They are one of the only tax-advantaged investments left and with a raised individual allowance of £15,240 it has now become a very efficient way to accumulate tax-efficient savings, especially for a couple.
Ever since ISA’s were introduced in 1999 they have often been confusing due to their differing guises and names so it may be better to simply regard them as tax-wrappers. In effect, that is all they are, they tax-wrap an underlying deposit or investment.
The risk nature of that underlying asset can vary greatly. For example, a cash ISA is akin to having money in the bank but paying no tax on the (currently low) interest that you receive. You will not experience the fluctuations evident with Stocks and Shares ISA’s. The latter themselves have a massive range of assets and funds that can be held within the structure so don’t simply assume something named stocks and shares ISA moves like the FTSE 100 every day – it wholly depends on your investment selection underneath that wrapper.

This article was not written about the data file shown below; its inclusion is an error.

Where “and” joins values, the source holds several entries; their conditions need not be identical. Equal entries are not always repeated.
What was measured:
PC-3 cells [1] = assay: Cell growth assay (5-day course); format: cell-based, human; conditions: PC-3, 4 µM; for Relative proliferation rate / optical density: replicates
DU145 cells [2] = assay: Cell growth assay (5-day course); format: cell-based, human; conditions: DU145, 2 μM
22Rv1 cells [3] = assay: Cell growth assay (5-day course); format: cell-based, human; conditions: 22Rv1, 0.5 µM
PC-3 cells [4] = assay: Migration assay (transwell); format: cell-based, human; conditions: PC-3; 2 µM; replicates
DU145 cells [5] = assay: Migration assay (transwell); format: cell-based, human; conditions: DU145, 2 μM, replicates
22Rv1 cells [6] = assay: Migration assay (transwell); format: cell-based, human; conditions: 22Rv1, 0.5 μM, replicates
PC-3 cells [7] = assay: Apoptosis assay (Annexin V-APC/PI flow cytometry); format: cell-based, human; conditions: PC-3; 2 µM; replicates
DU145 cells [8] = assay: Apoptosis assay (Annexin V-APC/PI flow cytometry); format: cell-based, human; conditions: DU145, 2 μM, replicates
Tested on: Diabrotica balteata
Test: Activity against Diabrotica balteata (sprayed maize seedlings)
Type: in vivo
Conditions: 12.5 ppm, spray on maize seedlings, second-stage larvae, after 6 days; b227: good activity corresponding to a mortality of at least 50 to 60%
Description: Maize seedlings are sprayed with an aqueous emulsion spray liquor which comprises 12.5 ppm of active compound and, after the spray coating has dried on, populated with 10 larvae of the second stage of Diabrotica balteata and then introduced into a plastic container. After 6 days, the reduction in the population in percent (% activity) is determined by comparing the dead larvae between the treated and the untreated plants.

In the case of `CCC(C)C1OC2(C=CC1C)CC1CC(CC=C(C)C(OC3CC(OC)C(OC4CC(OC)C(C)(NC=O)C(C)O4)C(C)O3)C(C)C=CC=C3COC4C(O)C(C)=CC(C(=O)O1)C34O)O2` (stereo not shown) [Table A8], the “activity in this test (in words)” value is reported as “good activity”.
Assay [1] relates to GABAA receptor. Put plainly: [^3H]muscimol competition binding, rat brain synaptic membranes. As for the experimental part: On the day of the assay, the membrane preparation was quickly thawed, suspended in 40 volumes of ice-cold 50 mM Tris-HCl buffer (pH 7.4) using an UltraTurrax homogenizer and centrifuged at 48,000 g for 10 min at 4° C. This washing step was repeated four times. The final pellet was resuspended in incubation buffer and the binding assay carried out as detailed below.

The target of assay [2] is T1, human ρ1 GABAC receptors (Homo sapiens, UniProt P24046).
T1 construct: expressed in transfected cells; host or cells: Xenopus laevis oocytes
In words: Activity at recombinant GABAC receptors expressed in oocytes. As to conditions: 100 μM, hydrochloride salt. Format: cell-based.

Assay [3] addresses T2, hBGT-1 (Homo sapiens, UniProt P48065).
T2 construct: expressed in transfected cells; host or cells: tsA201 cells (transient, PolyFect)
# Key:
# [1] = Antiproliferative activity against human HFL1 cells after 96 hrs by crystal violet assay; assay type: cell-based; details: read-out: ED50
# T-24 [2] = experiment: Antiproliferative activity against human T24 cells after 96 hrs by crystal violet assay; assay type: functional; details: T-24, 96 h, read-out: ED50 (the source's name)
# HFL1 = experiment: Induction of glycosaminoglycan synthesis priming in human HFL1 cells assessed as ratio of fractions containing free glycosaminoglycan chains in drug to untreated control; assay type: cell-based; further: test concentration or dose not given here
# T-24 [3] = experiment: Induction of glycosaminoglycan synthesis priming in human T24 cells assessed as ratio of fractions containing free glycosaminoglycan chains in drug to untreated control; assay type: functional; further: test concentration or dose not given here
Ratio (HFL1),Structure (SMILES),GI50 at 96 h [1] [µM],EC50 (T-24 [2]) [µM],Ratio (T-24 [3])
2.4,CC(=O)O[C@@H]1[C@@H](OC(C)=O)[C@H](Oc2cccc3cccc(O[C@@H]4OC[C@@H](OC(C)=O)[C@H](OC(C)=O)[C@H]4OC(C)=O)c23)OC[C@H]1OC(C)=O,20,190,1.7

One of the best ways an adviser can help is to put the ISA wrapper element to one side in the first instance and explain the different types of underlying holding. Then we can gauge what is comfortable given the clients risk tolerances and objectives and the wrapper can be added to the discussion (as per the above limits).
There are also alternative underlying assets which have been popular of late – for example, those which can provide a set level of income irrespective of the movement of the capital value and even those which offer a return based on stock markets but not being invested in it.
As with other areas of financial planning, if as advisers we can try and simplify and clarify what is available then the client will be able to make an informed decision.
The above is provided for information purposes only and we recommend that professional independent advice is taken prior to making any decisions or taking any action.